Education news

A-level results rise forecast by education expert

A-level results are predicted to rise when they are announced this week. Picture by David Davies/PA Wire

A-level results are predicted to rise when they are announced this week, a foremost education expert has suggested.

And the number of boys achieving the very top grade could pull further ahead of girls due to an increase in take-up of maths - typically a high-scoring subject - according to Professor Alan Smithers, director of the Centre for Education and Employment Research at Buckingham University.

Last year, a massive increase in maths entries helped the subject become the most popular among the north's A-level pupils for the first time.

Exams chiefs were excited both by the significant rise in entries in the core subject and the strong performance of maths students - almost half received either an A* or A.

The publication of A-level results in the north showed an increase in numbers taking the exams, driven by the notable rise in maths. The subject accounted for one in 10 of all Northern Ireland A-level entries.

Overall, entries rose 2.5 per cent from 31,600 in 2014 to 32,390 in 2015 while results remained relatively stable compared to previous years.

The percentage achieving the top A* grade increased slightly while there was a small decline in the proportion achieving A*-A and A*-C. The proportion of A*-E grades was almost identical.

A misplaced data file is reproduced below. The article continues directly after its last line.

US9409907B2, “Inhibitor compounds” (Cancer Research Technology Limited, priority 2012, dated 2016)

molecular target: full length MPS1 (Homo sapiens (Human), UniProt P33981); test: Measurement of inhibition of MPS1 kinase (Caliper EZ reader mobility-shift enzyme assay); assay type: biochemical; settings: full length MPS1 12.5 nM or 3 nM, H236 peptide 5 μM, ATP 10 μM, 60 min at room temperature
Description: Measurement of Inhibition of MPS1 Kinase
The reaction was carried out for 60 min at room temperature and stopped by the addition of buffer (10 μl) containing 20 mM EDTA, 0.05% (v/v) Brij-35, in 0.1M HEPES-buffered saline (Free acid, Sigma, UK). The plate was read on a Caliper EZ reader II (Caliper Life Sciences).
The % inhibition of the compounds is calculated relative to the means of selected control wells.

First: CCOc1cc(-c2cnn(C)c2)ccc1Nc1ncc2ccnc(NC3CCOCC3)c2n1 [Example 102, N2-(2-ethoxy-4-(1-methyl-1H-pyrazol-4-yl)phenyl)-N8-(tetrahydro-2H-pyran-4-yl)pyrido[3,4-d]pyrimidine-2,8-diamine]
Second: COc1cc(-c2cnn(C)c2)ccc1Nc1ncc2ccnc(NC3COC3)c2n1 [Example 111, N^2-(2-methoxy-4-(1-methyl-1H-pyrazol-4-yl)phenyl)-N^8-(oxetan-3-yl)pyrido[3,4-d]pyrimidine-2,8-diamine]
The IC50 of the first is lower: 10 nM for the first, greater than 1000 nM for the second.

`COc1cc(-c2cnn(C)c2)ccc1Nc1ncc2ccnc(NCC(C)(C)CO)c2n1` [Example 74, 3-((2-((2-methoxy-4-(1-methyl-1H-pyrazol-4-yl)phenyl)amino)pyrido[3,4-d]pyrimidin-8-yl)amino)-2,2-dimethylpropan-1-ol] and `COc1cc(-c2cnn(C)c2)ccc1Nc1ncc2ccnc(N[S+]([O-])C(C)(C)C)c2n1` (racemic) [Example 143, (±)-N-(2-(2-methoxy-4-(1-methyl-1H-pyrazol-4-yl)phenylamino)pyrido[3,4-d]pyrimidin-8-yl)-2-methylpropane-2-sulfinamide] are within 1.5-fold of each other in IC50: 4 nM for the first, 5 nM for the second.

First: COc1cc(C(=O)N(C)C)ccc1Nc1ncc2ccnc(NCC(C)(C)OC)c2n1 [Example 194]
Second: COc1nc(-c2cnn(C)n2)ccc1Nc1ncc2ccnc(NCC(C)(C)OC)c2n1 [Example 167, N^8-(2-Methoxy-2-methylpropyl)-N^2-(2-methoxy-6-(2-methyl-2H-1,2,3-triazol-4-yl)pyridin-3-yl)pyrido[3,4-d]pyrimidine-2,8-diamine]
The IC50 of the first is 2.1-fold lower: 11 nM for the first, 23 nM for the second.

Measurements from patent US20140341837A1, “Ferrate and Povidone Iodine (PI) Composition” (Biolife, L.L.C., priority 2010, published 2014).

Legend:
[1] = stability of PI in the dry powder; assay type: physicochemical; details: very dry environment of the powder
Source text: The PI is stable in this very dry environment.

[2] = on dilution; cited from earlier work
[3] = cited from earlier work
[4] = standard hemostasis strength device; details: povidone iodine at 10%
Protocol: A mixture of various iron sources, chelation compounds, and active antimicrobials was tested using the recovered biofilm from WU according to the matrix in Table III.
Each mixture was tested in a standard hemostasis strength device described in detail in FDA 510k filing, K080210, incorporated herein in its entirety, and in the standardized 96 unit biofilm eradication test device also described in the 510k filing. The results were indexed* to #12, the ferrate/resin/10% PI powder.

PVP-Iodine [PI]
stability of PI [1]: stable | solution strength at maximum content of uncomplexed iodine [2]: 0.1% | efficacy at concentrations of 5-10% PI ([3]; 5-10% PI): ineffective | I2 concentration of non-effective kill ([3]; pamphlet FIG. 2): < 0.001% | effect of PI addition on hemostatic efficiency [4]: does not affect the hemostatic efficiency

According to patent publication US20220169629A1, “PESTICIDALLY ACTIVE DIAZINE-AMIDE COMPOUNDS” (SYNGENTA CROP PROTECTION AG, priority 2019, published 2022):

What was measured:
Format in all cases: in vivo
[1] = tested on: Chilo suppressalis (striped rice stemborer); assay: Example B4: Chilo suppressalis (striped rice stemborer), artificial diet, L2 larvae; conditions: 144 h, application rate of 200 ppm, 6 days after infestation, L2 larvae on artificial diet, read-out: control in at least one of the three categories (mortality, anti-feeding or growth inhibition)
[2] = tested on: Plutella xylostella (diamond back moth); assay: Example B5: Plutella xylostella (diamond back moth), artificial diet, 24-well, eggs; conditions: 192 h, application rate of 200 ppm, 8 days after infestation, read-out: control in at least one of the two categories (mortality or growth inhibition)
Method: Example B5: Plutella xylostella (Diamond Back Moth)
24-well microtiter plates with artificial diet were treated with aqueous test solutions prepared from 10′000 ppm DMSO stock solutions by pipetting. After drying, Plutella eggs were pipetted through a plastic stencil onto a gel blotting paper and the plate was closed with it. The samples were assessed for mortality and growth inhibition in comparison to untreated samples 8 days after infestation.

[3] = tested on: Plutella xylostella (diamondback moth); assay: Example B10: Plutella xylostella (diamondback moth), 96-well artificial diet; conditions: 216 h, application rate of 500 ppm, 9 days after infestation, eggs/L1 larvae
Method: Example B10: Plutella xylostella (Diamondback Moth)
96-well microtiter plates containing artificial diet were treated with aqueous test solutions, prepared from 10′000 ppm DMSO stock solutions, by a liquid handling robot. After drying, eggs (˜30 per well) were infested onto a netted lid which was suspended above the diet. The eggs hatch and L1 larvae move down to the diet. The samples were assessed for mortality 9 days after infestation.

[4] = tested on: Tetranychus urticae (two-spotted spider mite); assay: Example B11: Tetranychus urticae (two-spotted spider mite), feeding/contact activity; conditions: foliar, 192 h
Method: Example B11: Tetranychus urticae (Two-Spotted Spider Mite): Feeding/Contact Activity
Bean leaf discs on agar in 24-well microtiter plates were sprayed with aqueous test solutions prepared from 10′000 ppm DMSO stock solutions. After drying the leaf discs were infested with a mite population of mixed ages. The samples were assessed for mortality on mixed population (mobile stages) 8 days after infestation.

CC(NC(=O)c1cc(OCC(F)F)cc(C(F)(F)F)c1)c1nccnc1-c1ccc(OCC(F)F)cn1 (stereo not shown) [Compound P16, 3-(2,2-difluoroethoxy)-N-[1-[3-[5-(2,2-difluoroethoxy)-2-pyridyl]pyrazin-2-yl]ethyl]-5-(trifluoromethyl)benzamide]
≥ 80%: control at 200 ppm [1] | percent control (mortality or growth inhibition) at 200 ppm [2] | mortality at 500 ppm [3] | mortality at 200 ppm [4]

Across all UK regions, boys held a 0.9 per cent lead over girls at A* grade, although girls had a 0.4 per cent lead at A and A* grade combined - having outperformed boys every year since the millennium.

Entries to maths and further maths are up again in the UK, the former now replacing English as the subject with the highest intake - 85,980 entries compared with 78,800.

Since they award by far the most A* grades, this could lead to an increase in A* grades overall.

Prof Smithers said: "The grades have been narrowing since 2006. Boys tend to cluster in the subjects that give out a lot of the top grades, such as maths, Greek and Latin. Girls cluster in subjects like English that offer relatively few of the top grades, like English and psychology.

"It could be that boys go further ahead this year due to the increase in people taking maths and further maths."

His comments came just days before thousands of students across England, Wales and Northern Ireland learn their A-level results.

Prof Smithers said it was difficult to say what the pass rates would be this year, but that it was possible that the percentage of students getting the top grade could increase by one 10th of a per cent.

"It's quite tricky to predict, of course, because the regulator Ofqual tries to keep the percentage of the grades awarded the same for year on year, bearing in mind the prior attainment (GCSE results) of the cohort," he added.

"In 2015, interest in computing, RE, economics have gone up. The most A* and As go on further maths and maths. In English there are relatively few top grades and there entries have fallen by about 6 per cent.

"These changes in entries could be overwritten by the other factors. The A* and A grades could go up just a bit, by a tenth of a percent or so."

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